Intercultural

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September 5, 2019

With the start of the King Street transit pilot project in Toronto, I discovered a new way to get to work. Even if it took an additional 15 minutes more than taking the tube, it was worth it to see a glimpse of Lake Ontario. Memories of Luneta Park at Manila Bay flood in as I watch the waters of the lake from the 504 street car, just after Wilson Park Road to the Queensway. Forty-six years can make me imagine a lake to be the Pacific Ocean.

When I was 14, I noticed that almost all the boys in my class were missing. They were apprehended the night before and held with other boys and...

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September 5, 2019

For Asian Heritage Month, YoonOK Shin writes that our diverse heritages are gifts to give and receive, transforming bleak cultural boundaries. 

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September 5, 2019

Cameron Watts responds to the question, "How do we measure whether inclusion has been achieved?" which was raised at the 9th Annual Federal Policy Forum on Inclusion.

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September 5, 2019

Row on row we stood… in the brand new courtyard… row on row of young girls in navy tunics or navy skirts, white starched shirts, ties, and polished oxfords. I wore my new navy blazer with its red school crest, because it was a special occasion. The Honourable Lieutenant Governor Lincoln Alexander was coming to our school’s reopening, so row on row we stood. I remember it was a bright autumn day, and it was so warm that I did not need my pea jacket. I thought, “This new private all-girl school is interesting! We...

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September 5, 2019

“History, despite its wrenching pain, cannot be unlived, but if faced with courage, need not be lived again.” —Maya Angelou, “On the Pulse of Morning”

In July 2017 I received the then latest issue of The Journal of the Historical Society of the Alberta and Northwest Conference of The United Church of Canada. In that issue I was particularly interested in the article “The KKK and the Church,” written by Rev. Lloyd Lovatt. It was interesting reading and yet it was also difficult at points to absorb. I read that the Ku Klux Klan came to Alberta in the 1920s through...

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September 5, 2019

The United Church of Canada has long been involved in interfaith dialogue and action to build respectful, mutual relationships. The church has recognized Islam as a religion of peace, mercy, justice, and compassion and has affirmed that we want to journey towards reconciliation, understanding, and cooperation with our Muslim neighbours. For more information, see Interfaith Relations.

Eleven members of Grace United Church participated...

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September 5, 2019

During this past Advent, we put ourselves in the shoes of God’s people in biblical times as they wait for God to act. But the difference is that for us, we know what we’re waiting for (or we think we know), whereas for God’s people at the time, I don’t think they were quite sure what God had in mind or knew how long they were going to have to wait.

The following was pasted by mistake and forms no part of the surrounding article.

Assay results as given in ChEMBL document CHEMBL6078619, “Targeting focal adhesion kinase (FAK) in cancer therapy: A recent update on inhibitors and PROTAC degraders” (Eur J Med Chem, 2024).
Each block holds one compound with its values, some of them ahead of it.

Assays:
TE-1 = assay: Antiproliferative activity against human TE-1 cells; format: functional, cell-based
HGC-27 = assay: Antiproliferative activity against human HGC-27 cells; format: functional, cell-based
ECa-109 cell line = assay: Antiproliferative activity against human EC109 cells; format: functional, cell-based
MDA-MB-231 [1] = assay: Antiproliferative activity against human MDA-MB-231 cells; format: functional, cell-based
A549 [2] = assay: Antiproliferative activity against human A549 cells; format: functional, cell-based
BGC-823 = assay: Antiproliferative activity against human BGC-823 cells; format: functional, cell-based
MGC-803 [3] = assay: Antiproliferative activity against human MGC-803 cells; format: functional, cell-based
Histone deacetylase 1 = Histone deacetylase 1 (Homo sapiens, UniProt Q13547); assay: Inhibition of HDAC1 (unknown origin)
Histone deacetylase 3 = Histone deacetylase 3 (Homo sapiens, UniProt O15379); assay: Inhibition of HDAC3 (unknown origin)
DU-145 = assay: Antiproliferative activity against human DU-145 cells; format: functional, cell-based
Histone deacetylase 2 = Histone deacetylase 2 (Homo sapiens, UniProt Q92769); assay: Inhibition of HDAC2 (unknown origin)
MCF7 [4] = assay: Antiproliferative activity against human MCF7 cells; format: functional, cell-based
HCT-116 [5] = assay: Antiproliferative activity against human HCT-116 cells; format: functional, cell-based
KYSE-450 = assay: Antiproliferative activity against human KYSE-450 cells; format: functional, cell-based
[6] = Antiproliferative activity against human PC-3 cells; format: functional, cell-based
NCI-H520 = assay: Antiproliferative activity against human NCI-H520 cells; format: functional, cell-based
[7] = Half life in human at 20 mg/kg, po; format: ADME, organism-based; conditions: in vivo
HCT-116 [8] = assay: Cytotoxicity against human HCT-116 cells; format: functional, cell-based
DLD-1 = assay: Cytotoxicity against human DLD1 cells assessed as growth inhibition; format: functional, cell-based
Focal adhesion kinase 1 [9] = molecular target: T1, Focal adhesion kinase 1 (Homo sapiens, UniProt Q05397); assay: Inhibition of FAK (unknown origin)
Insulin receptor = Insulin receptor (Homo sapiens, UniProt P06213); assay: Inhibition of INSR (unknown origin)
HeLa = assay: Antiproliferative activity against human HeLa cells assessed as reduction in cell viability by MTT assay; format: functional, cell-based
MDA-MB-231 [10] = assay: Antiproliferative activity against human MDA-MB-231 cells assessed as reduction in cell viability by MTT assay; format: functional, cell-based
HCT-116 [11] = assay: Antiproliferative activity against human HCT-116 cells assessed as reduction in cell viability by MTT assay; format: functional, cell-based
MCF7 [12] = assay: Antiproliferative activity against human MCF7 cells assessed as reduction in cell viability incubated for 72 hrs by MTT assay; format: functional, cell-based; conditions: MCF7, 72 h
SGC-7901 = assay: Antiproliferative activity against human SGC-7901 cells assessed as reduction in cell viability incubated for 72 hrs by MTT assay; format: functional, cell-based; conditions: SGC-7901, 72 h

The Korean people can identify with this. They have been waiting for decades. When World War II ended, they thought the long years of Japanese occupation were over and the Korean people had finally found their independence. But it...

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September 5, 2019

My earliest church memories are tethered to St. James-Bond United Church in Toronto. (Of course, we called it “Bond…St. James Bond, United Church,” with a Sean Connery burr.) I won’t elaborate with tales of basketball courts and bowling alleys, wonderful ministers, witty musicians, finger sandwiches, ukuleles, and poster paint because you likely have similar memories of a church with a slightly less cool name. These days, when I travel along Avenue Road, I see condos where there was once a church. And I feel a little sentimental tug—a nostalgia that I can often confuse with sadness....

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September 5, 2019

People sometimes share that they forget I am a person who is totally blind. I experience this as a good thing, an acknowledgment that they feel acceptance, and embrace me for who I am, my abilities and disabilities.

When I or others are not focusing on my disability and “forget” it, so to speak, it is not really forgotten. I don’t believe that people intend to dismiss my blindness.

People really don’t overlook I am blind. That is certainly not avoidable. Trust me! People don’t suddenly ignore my seeing eye dog at my side. They don’t suddenly stop needing to self-identify...

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September 5, 2019

I am a person who is totally blind. I use a dog guide. Wilson is a 7½ year old black lab. He can be correctly described as a seeing eye dog, as he is a graduate of that school. “Seeing eye dog” is actually not a generic term, though it is often used erroneously that way.

Service animals work helping people who live with PTSD, very low vision, blindness, very limited hearing, deafness, autism, diabetes, epilepsy, and medical support such as assisting those in wheelchairs. Service animals could be canine officers supporting police, search and rescue, and the like.

One cannot...